Retailers Brace For Dreary Back-To-School Season
A new survey released by America's Research Group and UBS Global Equity Research reports that 34.4% of parents are planning to spend less this year. And the reasons are hardly surprising: 41.8% says it's because they have less money, 40.5% say it's due to higher debt, and 8.2% say because they're worried about job loss.
The survey predicts a depressing drop of between 8.5% and 12%. Last year, with the weakening economy and soaring gas prices scaring consumers, back-to-school sales fell more than 5%.
Over half of American parents (50.9%) are trying to get their children to wear what they wore last year, and this year, only 33.4% of parents say they plan to spend more than $400. Last year the figure was 47.0%.
Like the last holiday season, the report predicts that retailers will have to resort to drastic markdowns to move apparel, with only 1.8% of those consumers surveyed willing to pay full price.
And while parents are typically vague at this point in the season about where they will shop, this year they are laser- focused on bargains. Only 13.3% are unsure (versus 35.7% last year), and they'll flock to value: 22.3% say they'll buy clothes at Walmart, up from 15.4% last year; and 10.5% at Target, up from 7.6% in 2008. Sears may also stand to gain, with 9.6% planning to shop there, up from 6.4% a year ago. JCPenney (11.4%) and Old Navy (6.1%) are holding even with last year's plans.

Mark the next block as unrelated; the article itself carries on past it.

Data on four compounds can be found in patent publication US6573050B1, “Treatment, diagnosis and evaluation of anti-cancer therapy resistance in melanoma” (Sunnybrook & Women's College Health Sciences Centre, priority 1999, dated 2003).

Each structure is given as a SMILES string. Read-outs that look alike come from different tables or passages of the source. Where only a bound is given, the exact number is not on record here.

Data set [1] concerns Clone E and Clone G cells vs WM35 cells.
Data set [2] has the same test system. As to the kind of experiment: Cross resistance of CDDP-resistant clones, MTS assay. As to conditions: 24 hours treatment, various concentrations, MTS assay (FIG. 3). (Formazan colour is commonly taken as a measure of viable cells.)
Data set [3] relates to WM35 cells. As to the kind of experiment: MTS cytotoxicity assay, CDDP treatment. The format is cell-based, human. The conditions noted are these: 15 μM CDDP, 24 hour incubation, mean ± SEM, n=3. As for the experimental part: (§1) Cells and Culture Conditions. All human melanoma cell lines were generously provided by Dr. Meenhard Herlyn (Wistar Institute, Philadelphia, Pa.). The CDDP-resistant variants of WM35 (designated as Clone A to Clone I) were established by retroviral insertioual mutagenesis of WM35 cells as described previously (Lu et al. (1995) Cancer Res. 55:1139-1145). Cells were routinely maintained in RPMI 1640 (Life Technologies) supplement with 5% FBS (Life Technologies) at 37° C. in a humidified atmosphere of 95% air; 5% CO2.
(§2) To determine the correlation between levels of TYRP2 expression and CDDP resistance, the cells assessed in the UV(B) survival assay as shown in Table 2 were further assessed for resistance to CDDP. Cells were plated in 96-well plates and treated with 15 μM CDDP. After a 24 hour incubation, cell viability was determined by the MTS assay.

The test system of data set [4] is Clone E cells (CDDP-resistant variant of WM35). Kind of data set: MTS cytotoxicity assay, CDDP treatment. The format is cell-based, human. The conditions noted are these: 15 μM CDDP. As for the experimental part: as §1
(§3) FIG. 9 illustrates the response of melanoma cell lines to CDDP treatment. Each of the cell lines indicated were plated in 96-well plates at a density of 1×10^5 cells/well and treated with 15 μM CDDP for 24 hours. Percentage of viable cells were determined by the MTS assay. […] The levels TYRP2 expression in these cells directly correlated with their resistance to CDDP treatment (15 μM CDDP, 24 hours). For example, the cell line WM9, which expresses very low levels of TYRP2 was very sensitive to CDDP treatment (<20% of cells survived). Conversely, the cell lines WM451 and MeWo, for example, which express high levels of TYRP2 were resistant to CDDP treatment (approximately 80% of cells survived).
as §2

This study confirms predictions released last week by the National Retail Federation, in a survey that found 85% of parents say the economy is weighing on their back-to-school and back-to-college plans.
It forecasts that the average family with students in grades kindergarten through 12 will spend $548.72 on school merchandise, a decline of 7.7% from $594.24 a year ago, with total spending reaching $17.42 billion. About 85% say they have made some changes in spending plans as a result of the economy -- 56.2% are hunting for sales more often; 49.6% are cutting their budgets; 41.7% are buying more store brands, and 40% using coupons more.
The only category expected to see a gain this year is electronics, where spending is likely to increase 11%.
Austerity measures are extending past backpacks and highlighters. About 11% of families are paring spending on sports and extracurricular activities or sports, and 5.7% say the economy is impacting whether their children will attend a private or public school.
For college-bound students, spending is expected to increase slightly to $618.12 this year, the NRF reports, up 3% from $599.38 last year. But with fewer people planning to attend college this fall, total college spending is expected to decrease to $30.08 billion. (Undergraduate attendance has held steady, but the number who say they will participate in an advanced degree program is down -- 48.1% of respondents last year versus 38.9% this year.)